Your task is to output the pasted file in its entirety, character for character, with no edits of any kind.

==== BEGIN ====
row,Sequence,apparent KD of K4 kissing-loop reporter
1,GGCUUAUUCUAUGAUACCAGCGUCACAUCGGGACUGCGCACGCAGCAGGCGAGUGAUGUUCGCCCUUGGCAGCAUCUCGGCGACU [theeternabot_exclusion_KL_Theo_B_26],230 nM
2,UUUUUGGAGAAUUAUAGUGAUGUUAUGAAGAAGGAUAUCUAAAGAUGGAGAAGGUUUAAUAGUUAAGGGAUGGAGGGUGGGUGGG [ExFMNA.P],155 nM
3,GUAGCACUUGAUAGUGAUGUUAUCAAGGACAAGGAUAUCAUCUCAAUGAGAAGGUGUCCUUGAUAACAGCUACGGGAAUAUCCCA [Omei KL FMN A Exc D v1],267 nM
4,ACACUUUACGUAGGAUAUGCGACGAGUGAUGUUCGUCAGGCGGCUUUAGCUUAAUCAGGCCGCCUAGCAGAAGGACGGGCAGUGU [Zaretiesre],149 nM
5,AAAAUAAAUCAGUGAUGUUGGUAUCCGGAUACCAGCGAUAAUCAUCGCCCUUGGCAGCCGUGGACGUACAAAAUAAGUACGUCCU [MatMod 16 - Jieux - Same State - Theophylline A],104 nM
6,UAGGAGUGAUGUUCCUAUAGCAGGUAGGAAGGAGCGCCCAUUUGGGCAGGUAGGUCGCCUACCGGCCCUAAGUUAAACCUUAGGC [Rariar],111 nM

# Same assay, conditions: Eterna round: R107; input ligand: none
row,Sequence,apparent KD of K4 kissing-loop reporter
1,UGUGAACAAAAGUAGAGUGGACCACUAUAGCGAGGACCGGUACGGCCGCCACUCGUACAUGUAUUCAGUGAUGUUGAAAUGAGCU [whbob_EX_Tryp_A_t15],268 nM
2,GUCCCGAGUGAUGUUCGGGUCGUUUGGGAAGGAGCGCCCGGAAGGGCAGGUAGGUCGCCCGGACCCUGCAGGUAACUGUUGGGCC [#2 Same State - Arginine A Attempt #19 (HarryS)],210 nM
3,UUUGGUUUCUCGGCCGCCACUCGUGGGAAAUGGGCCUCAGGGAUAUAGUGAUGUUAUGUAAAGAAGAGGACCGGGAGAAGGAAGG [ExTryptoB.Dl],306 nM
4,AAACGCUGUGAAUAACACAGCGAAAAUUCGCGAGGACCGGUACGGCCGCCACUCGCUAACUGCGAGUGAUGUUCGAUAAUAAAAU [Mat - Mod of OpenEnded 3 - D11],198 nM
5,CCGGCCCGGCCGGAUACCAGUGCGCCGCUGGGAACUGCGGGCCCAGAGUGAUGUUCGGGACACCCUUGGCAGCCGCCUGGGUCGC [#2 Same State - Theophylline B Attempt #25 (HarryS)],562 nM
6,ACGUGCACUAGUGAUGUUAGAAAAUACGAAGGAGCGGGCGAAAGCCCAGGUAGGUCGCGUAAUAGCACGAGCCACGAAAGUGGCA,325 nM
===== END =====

row,Sequence,apparent KD of K4 kissing-loop reporter
1,GGCUUAUUCUAUGAUACCAGCGUCACAUCGGGACUGCGCACGCAGCAGGCGAGUGAUGUUCGCCCUUGGCAGCAUCUCGGCGACU [theeternabot_exclusion_KL_Theo_B_26],230 nM
2,UUUUUGGAGAAUUAUAGUGAUGUUAUGAAGAAGGAUAUCUAAAGAUGGAGAAGGUUUAAUAGUUAAGGGAUGGAGGGUGGGUGGG [ExFMNA.P],155 nM
3,GUAGCACUUGAUAGUGAUGUUAUCAAGGACAAGGAUAUCAUCUCAAUGAGAAGGUGUCCUUGAUAACAGCUACGGGAAUAUCCCA [Omei KL FMN A Exc D v1],267 nM
4,ACACUUUACGUAGGAUAUGCGACGAGUGAUGUUCGUCAGGCGGCUUUAGCUUAAUCAGGCCGCCUAGCAGAAGGACGGGCAGUGU [Zaretiesre],149 nM
5,AAAAUAAAUCAGUGAUGUUGGUAUCCGGAUACCAGCGAUAAUCAUCGCCCUUGGCAGCCGUGGACGUACAAAAUAAGUACGUCCU [MatMod 16 - Jieux - Same State - Theophylline A],104 nM
6,UAGGAGUGAUGUUCCUAUAGCAGGUAGGAAGGAGCGCCCAUUUGGGCAGGUAGGUCGCCUACCGGCCCUAAGUUAAACCUUAGGC [Rariar],111 nM

# Same assay, conditions: Eterna round: R107; input ligand: none
row,Sequence,apparent KD of K4 kissing-loop reporter
1,UGUGAACAAAAGUAGAGUGGACCACUAUAGCGAGGACCGGUACGGCCGCCACUCGUACAUGUAUUCAGUGAUGUUGAAAUGAGCU [whbob_EX_Tryp_A_t15],268 nM
2,GUCCCGAGUGAUGUUCGGGUCGUUUGGGAAGGAGCGCCCGGAAGGGCAGGUAGGUCGCCCGGACCCUGCAGGUAACUGUUGGGCC [#2 Same State - Arginine A Attempt #19 (HarryS)],210 nM
3,UUUGGUUUCUCGGCCGCCACUCGUGGGAAAUGGGCCUCAGGGAUAUAGUGAUGUUAUGUAAAGAAGAGGACCGGGAGAAGGAAGG [ExTryptoB.Dl],306 nM
4,AAACGCUGUGAAUAACACAGCGAAAAUUCGCGAGGACCGGUACGGCCGCCACUCGCUAACUGCGAGUGAUGUUCGAUAAUAAAAU [Mat - Mod of OpenEnded 3 - D11],198 nM
5,CCGGCCCGGCCGGAUACCAGUGCGCCGCUGGGAACUGCGGGCCCAGAGUGAUGUUCGGGACACCCUUGGCAGCCGCCUGGGUCGC [#2 Same State - Theophylline B Attempt #25 (HarryS)],562 nM
6,ACGUGCACUAGUGAUGUUAGAAAAUACGAAGGAGCGGGCGAAAGCCCAGGUAGGUCGCGUAAUAGCACGAGCCACGAAAGUGGCA,325 nM